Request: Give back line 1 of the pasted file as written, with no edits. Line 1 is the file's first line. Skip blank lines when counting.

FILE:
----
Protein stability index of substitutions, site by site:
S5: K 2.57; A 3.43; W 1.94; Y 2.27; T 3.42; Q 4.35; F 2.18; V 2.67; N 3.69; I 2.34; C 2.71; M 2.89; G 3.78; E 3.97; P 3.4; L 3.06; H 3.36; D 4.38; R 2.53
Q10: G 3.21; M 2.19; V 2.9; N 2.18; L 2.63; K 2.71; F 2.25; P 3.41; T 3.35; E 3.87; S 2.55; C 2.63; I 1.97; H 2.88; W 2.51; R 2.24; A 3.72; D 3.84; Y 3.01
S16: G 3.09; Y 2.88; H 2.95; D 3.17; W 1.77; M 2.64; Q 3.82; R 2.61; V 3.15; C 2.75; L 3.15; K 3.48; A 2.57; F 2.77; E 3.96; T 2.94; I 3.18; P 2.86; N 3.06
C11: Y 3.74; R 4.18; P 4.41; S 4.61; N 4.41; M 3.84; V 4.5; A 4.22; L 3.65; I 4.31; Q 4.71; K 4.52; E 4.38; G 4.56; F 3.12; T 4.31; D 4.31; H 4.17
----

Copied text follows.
Protein stability index of substitutions, site by site: